Pocket positivity: Jeff Holland and his Coping Cards.
When Jeff Holland’s aunt committed suicide around a year ago, it came as a shock. “She lived in Kansas City,” he recalls over coffee at the Leucadia Pannikin, “and she had been the primary caretaker for my grandparents, who had passed away a couple of years ago. After they died, she would call us for long conversations about kind of obscure things, but it never occurred to us that anything drastic was going on. She was by herself, but we would talk every so often and see her at Christmas.” When he flew east to help clean out her house, “there were an enormous number of yellow sticky notes all over the place — on the mirror in the bathroom, or inside a kitchen cupboard — with positive affirmations on them. Things like, ‘You can make it’ and ‘You can get through it.’ She was obviously struggling, but had never reached out to any of us. We had a family that didn’t really talk about problems. It really opened my eyes.”
It also helped inspire Holland to create a deck of Coping Cards: a physical set of affirmations, motivations, and suggested activities “to help people get through in the moment.” Things like “Focus on things you have control over,” “Change the channel in your brain,” and “Start a journal.” He sees the cards as a concrete, exterior mental health tool, “a vetted supplement to a well thought-out treatment plan.” He stresses this last part, lest anyone treat them as a substitute for professional help. “Obviously, the way my aunt was trying to do it didn’t work.”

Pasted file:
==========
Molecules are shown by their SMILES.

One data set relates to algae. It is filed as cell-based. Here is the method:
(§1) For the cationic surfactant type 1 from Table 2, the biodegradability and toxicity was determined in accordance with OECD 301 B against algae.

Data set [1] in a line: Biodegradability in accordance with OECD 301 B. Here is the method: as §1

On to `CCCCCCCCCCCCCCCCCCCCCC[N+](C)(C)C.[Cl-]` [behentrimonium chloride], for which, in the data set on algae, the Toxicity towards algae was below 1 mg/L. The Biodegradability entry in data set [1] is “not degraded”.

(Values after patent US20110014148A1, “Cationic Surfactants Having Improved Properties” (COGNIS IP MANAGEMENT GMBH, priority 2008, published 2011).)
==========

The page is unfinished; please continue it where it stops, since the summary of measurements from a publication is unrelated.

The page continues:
“The race is long, and in the end, it’s only with yourself.”
In developing the cards, he got some professional help of his own. “My wife is a marriage and family therapist, and when I brought this up to her, we had some of her friends over” — fellow mental health workers. “Every one of them wished they had the cards in their office to give to people. Anxiety is a common thread among most of the patients my wife sees. A lot of [their troubles] stem from anxiety and being inside your head with your own negative thoughts. Part of what these cards are is something to help shake them out of that headspace.”
The group set to work. “I think it was important to my wife and the rest of them that this sounded like it was coming from one voice, as opposed to things grabbed haphazardly from all over. At her work, it’s ‘Here’s a book,’ ‘Here’s a brochure,’ ‘Here’s some print-outs,’ ‘Here’s a website.’ This condenses the discussions with this forum of licensed therapists into one cohesive package.”
A Kickstarter campaign easily raised the $3500 needed for an initial print run. (Just now, it stands at $4600; contributors like the idea of getting packs of their own to use or give as gifts.) Now he’s ready to let the therapy community have a look and weigh in. “We’re trying to work with suicide prevention organizations, and possibly, PTSD.”